The event of the day started out with Steve Jobs introducing his "partner in crime," Steve Wozniak, who was in the audience. After a quick welcome, Steve Jobs started with a recap of new Apple Store retail locations including Paris, China, and London. The London store marked the 300th Apple Store and they are now in 10 countries. The foot traffic volume is amazing. Apple now sees on some days over a million total visitors combined coming through their stores. Another interesting stat -- over 50% of Macs sold in Apple Stores are still to new Mac users, aka Switchers. A stat that has amazingly held for years.
120 million potential Angry Birds players.
Next up for the day is a recap on how iOS is doing. Steve took pride in noting that there are over 230,000 new iOS activations per day. This does not include upgrades. This goes well over and above the Google quoted 160,000 Android devices activated every day. That brings us up to a total of over 120,000,000 active iOS devices. That's a staggering number for a new platform that is not even 4 years old.
How about some stats on apps? There have been over 6.5 billion apps downloaded so far. That's over 200 downloaded each and every second. Also quoted was that the App Store recently surpassed 250,000 applications available, which is a number we've been tracking over at 148Apps.biz App Store Metrics page.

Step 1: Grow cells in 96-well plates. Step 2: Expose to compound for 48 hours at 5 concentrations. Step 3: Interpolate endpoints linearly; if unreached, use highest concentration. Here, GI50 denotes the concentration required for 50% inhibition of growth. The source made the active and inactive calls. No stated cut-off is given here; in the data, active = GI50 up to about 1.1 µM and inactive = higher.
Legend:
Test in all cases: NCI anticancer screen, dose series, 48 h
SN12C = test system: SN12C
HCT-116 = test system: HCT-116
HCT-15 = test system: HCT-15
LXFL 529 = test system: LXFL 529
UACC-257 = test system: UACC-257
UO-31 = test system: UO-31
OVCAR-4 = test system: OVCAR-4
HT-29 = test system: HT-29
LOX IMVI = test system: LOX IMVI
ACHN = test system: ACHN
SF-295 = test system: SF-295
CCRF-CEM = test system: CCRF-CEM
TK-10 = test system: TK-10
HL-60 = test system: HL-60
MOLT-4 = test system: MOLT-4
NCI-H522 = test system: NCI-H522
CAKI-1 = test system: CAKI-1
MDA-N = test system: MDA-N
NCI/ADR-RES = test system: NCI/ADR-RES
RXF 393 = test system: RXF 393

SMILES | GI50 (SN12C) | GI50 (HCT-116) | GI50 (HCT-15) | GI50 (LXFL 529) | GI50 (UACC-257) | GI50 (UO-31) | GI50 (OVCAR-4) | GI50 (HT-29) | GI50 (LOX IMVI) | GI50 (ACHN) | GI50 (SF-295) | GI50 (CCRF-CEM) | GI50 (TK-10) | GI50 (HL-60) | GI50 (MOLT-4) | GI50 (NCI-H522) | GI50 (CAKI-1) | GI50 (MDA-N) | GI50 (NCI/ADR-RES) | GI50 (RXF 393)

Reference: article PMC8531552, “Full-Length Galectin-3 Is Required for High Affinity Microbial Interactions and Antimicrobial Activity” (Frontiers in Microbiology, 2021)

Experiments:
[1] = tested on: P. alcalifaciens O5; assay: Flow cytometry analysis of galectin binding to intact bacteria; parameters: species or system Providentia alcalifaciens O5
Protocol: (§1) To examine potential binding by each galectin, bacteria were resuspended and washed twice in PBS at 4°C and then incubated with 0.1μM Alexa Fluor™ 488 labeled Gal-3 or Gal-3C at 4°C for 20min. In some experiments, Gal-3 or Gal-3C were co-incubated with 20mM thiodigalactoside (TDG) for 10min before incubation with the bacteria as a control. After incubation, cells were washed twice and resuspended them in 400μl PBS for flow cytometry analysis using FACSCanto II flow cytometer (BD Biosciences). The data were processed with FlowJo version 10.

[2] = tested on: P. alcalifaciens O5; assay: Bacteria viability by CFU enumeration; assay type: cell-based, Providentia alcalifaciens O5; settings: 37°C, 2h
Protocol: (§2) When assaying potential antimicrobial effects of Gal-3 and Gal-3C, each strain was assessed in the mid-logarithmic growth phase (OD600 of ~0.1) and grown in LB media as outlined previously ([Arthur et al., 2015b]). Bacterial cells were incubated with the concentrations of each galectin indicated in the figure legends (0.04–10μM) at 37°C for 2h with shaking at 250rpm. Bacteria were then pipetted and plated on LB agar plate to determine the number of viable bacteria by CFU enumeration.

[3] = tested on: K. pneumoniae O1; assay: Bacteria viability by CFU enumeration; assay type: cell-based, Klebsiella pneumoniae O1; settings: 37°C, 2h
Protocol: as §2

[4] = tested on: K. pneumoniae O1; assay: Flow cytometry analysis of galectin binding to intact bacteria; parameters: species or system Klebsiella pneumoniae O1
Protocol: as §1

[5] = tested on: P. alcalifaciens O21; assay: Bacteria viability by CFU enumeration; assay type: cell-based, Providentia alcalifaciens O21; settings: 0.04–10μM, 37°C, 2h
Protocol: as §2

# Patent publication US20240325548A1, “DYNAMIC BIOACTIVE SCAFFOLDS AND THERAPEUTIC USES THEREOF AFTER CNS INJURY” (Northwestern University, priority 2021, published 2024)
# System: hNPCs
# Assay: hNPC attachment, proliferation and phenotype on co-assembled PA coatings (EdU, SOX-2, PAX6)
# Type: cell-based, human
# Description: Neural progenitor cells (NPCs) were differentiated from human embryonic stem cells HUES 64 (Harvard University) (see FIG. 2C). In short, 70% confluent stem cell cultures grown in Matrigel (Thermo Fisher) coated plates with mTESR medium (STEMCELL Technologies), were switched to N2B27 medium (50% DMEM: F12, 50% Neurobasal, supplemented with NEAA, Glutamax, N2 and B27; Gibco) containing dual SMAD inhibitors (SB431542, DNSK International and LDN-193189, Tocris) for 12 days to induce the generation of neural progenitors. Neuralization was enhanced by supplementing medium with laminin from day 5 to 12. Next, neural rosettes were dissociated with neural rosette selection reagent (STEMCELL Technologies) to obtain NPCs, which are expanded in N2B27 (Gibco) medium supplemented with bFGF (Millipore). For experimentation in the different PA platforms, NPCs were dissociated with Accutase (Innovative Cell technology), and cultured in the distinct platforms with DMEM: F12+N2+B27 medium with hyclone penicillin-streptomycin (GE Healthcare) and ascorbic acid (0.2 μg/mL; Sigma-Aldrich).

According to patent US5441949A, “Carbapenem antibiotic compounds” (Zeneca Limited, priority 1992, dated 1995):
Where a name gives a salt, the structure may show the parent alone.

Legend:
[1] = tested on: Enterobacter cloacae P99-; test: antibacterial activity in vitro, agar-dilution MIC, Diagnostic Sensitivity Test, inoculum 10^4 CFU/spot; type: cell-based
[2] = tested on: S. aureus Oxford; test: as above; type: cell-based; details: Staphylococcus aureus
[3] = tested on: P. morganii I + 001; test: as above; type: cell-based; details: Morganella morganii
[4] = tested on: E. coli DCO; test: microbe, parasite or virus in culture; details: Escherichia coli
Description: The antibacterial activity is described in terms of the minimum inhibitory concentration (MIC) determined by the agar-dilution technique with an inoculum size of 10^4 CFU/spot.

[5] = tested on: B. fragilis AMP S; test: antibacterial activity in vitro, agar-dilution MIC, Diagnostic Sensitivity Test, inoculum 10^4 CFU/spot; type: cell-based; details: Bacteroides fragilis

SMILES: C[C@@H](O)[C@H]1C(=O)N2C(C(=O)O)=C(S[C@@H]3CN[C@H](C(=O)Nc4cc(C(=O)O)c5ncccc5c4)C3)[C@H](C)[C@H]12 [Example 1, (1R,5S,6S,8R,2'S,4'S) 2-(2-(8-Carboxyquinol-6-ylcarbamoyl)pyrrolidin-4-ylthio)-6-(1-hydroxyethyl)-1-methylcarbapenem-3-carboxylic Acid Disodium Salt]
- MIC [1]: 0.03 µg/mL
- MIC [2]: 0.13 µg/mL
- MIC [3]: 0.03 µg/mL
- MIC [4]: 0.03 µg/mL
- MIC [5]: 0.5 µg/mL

iOS 4.1 is coming next week. Prepare Yourself!
Chris Hall posted a great write up on iOS 4.1 features earlier today. In there you'll find most of the things that we know about the new iOS incremental update. Steve was clear that OS 4.1 fixes a couple nagging bugs under iOS 4, including the nagging proximity sensor bug that plagues some iPhone 4 users. In addition, the performance issues for iPhone 3G users using iOS 4 are apparently fixed.
One new feature that we didn't know about was revealed -- HDR photos. HDR stands for high dynamic range and it's a method for combining multiple photos to add details back to one image that may be over or under exposed on another. This is done by rapidly taking multiple photos and intelligently mashing them together into one photo to make the best possible photo. iOS 4.1 does this by taking 3 pictures, one over exposed, one under exposed, and a properly exposed image. It then mashes the three together to form the HDR image.